Fairy Fencer F: Advent Dark Force is an updated version of the original Fairy Fencer F which released on the PlayStation 3. The guys at Compile Hearts have taken player feedback and implemented some changes to the surprise hit with Advent Dark Force, which adds different story paths, more difficult battles, and multiple endings.
Fangs For The Memories
Fairy Fencer F: Advent Dark Force follows Fang, who pulls out a magical sword known as a Fury from a stone a la King Arthur. This sword embodies the life of a Fairy named Eryn. With her memory missing, Fang decides to help Eryn by resurrecting the Goddess in hopes of bringing peace to the world and restoring Eryn’s memories. Accompanied by a very unique cast of characters, Fang must decide whether to resurrect the Goddess, the evil Vile God, or neither. In the original game, players were able to resurrect the Goddess and the Vile God but resurrecting the Vile God didn’t change the outcome of the game, but with Advent Dark Force you can now resurrect the Veil God and experience a completely different take on the story; you can also choose to leave both of them sealed up. These two new directions open up the story about the halfway point, allowing you to experience a much different and unique take on the overall story. I won’t spoil anything, but after choosing to resurrect the Vile God I found that events are not as black and white as the game may want you to believe.
Some of the best parts of Fairy Fencer F are the characters. Each one is full of personality and hearing the banter between them had me laughing out loud. It’s even better that most of the dialogue is voiced with some good voice acting.There is plenty of dialogue in the main story, but some of the best stuff comes from personal conversations you have with your fellow band of misfits.
Another change to Advent Dark Force comes in the form of the battle system. The biggest change now allows up to six party members to participate in battle rather than the three in the original game. At first I thought this was going to be problem, but the battlefield is open enough to compensate for the extra characters and enemies that appear. With the increase of party members, Compile Hearts has gone and made the game a lot tougher than the original release, but it’s still not as difficult as other RPGs out there. Another addition comes in the form of allowing some new party members to join your team depending on the story path you take. Thats right, some of the villians you faced in the original game can now join your party. Compile Hearts has also included new skills and abilities to learn which is always a plus.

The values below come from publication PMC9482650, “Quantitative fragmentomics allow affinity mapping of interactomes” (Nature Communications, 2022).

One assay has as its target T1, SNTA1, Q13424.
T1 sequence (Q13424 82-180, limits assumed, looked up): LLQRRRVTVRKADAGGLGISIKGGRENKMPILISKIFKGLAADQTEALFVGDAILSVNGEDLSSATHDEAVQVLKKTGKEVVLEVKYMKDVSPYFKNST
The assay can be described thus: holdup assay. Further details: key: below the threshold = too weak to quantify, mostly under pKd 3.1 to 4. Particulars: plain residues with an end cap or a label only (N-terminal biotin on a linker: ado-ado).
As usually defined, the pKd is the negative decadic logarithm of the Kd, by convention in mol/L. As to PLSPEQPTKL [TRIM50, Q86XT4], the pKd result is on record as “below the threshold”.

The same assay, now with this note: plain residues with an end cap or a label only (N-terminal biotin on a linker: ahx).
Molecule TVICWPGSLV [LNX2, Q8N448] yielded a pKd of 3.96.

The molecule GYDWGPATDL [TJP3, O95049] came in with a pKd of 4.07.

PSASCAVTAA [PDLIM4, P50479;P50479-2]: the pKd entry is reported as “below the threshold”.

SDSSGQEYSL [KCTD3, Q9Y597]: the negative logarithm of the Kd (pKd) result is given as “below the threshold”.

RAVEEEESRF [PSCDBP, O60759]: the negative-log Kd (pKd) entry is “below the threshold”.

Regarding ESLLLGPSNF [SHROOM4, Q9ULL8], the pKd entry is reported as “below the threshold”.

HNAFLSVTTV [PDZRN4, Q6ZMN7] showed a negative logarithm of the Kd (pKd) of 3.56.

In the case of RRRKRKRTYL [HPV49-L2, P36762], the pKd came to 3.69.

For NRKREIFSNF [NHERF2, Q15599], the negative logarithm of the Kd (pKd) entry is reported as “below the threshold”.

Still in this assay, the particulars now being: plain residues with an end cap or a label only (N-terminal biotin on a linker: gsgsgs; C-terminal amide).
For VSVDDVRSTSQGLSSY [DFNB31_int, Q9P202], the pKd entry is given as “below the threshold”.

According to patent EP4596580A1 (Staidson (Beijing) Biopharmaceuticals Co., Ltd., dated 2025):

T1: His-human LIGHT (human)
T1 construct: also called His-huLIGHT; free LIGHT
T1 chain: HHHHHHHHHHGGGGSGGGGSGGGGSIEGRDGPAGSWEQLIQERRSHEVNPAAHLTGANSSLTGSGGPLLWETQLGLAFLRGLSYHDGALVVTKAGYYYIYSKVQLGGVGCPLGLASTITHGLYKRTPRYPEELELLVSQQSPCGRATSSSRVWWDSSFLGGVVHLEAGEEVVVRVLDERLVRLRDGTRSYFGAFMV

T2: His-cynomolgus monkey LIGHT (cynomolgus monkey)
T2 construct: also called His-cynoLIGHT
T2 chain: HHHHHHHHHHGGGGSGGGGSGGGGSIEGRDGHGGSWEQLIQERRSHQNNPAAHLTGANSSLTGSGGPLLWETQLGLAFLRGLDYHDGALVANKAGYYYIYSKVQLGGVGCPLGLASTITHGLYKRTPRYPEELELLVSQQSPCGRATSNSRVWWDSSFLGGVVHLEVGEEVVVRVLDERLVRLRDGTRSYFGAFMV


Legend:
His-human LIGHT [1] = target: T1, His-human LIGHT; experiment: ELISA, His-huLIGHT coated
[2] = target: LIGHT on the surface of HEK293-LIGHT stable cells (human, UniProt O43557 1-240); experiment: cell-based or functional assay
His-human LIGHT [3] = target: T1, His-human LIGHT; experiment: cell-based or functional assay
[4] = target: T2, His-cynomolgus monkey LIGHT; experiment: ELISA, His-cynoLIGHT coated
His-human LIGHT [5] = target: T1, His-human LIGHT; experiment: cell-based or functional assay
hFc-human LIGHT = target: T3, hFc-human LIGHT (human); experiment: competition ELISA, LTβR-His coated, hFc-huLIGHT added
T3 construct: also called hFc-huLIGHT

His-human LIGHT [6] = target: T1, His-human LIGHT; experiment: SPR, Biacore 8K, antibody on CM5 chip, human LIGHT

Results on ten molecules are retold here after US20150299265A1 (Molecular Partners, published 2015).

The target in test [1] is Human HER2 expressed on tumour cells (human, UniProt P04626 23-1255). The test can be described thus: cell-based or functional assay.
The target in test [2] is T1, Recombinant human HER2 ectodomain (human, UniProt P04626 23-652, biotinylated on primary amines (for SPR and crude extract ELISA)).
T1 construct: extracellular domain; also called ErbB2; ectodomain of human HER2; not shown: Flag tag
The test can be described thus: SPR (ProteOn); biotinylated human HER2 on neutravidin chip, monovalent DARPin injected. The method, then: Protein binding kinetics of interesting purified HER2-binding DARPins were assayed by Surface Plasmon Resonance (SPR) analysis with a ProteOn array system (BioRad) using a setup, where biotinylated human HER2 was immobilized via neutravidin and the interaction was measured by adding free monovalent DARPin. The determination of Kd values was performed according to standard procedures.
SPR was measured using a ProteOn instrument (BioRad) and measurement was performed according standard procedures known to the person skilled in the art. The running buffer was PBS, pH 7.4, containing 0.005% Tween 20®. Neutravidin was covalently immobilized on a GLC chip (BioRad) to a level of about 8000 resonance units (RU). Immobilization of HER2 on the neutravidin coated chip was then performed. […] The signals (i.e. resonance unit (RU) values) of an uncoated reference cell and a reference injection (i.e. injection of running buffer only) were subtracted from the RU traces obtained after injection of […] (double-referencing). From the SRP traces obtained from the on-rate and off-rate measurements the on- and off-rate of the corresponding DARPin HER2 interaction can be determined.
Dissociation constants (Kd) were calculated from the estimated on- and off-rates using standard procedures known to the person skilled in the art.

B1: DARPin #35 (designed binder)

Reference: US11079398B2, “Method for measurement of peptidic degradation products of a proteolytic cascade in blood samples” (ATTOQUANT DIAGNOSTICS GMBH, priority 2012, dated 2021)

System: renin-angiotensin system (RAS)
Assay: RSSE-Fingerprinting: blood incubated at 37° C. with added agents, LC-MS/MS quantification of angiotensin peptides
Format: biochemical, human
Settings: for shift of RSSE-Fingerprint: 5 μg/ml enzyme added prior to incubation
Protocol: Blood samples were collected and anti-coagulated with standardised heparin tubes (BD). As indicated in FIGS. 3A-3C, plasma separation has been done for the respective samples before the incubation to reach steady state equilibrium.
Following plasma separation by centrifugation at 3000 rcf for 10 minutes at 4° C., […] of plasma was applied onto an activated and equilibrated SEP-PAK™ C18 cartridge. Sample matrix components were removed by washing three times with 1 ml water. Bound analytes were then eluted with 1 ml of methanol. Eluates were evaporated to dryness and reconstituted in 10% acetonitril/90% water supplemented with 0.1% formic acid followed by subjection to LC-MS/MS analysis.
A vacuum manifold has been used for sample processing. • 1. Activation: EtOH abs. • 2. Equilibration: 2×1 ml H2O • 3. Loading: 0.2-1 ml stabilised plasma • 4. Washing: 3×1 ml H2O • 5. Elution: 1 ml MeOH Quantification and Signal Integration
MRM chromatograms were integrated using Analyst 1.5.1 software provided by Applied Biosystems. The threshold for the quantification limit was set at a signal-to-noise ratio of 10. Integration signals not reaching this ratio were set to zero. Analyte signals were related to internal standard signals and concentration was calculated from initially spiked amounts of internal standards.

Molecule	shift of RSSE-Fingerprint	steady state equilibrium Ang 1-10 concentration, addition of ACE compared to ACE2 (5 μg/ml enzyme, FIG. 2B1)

The game’s combat may be its strongest point. Instead of simply just attacking, you are given the ability to unlock combos which allow you to customize the attacks you will execute after each hit. This leaves a lot of openness to how you proceed in combat, especially when it comes to the types of enemies you encounter as some of them are weak to certain attacks, such as flying enemies, which can sometimes only be hit with high or chasing attacks.
Vile Be There
Fairy Fencer F allows you to change the dynamics of the dungeons you are exploring. As you play the game, you will find new fairies that will add bonuses to your characters if equipped and if you choose to pull swords out of either the Vile God or the Goddess, you will unlock the most powerful Fairies for your use. Besides receiving bonuses for your characters you can use these Fairies to alter how dungeons are tackled. By implanting a Fury into the location you are exploring you can give your party increased XP gains or double your attack power, you can even change the enemies that appear, but be wary as each one also adds negative effects to your party. It’s also important to note that after collecting dozens of Fairies most of them become obsolete. Even the state boosts they gave just weren’t worth having as you become so powerful that the bonuses don’t really matter and others just offset each other.
Graphically the game hasn’t really changed from the PS3 version. It still holds up at least with the anime portraits during conversations, but the rest of it is filled with plain, open environments leaving it looking like something you will find on the PS Vita rather than a PS4. It’s an issue that I had with the original release and one that wasn’t really addressed with the re-release.
Other issues include the game’s horrible side-quests. By visiting the pub you are able to collect side missions for the various dungeons and locations you visit. The problem with this is that once you finish them you can grab them again, and again, and again and they just repeat and repeat. There are plenty of them, but they don’t really add substance to the game. They all consist of fetching an item, killing a certain number of enemies, or collecting items. These quest were boring and tedious. Once I completed them, I didn’t do them again unless it was for a reward item that I really needed.